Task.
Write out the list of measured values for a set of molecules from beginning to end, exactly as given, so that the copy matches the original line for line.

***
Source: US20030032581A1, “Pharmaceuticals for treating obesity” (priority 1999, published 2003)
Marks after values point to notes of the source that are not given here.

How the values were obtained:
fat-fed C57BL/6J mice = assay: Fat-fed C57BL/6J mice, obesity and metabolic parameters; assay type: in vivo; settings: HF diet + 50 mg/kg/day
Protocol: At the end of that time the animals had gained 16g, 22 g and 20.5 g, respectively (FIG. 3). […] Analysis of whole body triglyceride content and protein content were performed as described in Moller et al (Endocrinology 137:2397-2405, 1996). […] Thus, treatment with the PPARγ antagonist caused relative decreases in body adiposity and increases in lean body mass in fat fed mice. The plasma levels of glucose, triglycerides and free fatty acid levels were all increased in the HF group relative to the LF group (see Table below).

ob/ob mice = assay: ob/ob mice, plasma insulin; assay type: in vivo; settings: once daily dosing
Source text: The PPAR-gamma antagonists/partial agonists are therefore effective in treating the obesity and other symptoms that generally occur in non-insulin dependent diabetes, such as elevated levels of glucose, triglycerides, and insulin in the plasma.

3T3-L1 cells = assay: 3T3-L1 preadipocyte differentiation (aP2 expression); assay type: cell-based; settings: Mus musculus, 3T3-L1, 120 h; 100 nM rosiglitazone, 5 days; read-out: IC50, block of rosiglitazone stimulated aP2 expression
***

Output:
Source: US20030032581A1, “Pharmaceuticals for treating obesity” (priority 1999, published 2003)
Marks after values point to notes of the source that are not given here.

How the values were obtained:
fat-fed C57BL/6J mice = assay: Fat-fed C57BL/6J mice, obesity and metabolic parameters; assay type: in vivo; settings: HF diet + 50 mg/kg/day
Protocol: At the end of that time the animals had gained 16g, 22 g and 20.5 g, respectively (FIG. 3). […] Analysis of whole body triglyceride content and protein content were performed as described in Moller et al (Endocrinology 137:2397-2405, 1996). […] Thus, treatment with the PPARγ antagonist caused relative decreases in body adiposity and increases in lean body mass in fat fed mice. The plasma levels of glucose, triglycerides and free fatty acid levels were all increased in the HF group relative to the LF group (see Table below).

ob/ob mice = assay: ob/ob mice, plasma insulin; assay type: in vivo; settings: once daily dosing
Source text: The PPAR-gamma antagonists/partial agonists are therefore effective in treating the obesity and other symptoms that generally occur in non-insulin dependent diabetes, such as elevated levels of glucose, triglycerides, and insulin in the plasma.

3T3-L1 cells = assay: 3T3-L1 preadipocyte differentiation (aP2 expression); assay type: cell-based; settings: Mus musculus, 3T3-L1, 120 h; 100 nM rosiglitazone, 5 days; read-out: IC50, block of rosiglitazone stimulated aP2 expression